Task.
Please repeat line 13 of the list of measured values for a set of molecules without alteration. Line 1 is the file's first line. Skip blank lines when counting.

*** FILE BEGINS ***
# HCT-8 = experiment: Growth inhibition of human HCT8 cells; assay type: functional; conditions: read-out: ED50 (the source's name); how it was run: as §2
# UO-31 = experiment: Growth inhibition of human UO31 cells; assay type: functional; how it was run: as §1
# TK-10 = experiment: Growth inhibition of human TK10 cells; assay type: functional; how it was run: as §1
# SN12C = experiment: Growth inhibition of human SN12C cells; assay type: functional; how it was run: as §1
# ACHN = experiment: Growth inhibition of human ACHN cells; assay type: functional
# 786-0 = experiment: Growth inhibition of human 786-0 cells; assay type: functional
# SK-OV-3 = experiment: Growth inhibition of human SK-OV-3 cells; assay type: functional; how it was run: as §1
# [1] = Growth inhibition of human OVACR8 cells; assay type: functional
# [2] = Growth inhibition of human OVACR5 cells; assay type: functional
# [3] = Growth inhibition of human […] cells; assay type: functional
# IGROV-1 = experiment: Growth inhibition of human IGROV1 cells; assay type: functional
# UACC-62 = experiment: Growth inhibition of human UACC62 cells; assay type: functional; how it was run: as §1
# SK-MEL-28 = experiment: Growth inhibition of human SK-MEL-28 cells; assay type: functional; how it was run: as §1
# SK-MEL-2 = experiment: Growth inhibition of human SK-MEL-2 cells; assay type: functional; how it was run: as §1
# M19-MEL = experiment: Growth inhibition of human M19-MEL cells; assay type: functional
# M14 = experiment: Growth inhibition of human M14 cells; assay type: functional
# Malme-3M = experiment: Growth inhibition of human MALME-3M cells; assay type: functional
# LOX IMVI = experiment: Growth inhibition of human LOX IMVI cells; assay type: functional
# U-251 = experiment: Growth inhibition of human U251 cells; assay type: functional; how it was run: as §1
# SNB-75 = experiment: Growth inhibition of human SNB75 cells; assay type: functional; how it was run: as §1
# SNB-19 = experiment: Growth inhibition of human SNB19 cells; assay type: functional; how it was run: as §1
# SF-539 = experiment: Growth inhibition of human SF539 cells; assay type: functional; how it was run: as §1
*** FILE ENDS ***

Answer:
# SK-MEL-28 = experiment: Growth inhibition of human SK-MEL-28 cells; assay type: functional; how it was run: as §1